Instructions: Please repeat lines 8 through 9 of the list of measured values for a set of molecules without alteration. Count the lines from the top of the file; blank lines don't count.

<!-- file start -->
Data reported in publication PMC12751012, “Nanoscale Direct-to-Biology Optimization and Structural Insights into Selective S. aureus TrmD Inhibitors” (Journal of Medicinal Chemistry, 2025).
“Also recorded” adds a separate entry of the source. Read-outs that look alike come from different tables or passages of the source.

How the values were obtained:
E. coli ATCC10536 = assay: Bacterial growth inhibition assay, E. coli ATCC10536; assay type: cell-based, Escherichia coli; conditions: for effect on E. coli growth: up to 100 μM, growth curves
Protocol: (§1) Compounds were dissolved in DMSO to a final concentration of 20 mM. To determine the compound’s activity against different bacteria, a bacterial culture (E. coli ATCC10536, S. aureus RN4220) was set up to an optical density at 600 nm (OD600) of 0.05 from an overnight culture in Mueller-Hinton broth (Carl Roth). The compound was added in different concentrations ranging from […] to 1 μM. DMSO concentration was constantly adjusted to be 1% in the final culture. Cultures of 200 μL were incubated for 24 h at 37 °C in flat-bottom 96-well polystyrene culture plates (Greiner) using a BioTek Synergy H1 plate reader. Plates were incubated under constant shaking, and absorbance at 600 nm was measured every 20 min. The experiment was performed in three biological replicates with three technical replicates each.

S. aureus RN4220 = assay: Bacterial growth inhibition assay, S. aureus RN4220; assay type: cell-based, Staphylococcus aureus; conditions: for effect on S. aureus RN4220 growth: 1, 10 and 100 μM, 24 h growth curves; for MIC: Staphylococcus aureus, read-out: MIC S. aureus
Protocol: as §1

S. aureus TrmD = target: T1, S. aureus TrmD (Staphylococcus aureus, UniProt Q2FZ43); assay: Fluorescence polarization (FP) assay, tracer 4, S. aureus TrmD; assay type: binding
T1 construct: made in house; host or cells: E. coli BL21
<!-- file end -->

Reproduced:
S. aureus TrmD = target: T1, S. aureus TrmD (Staphylococcus aureus, UniProt Q2FZ43); assay: Fluorescence polarization (FP) assay, tracer 4, S. aureus TrmD; assay type: binding
T1 construct: made in house; host or cells: E. coli BL21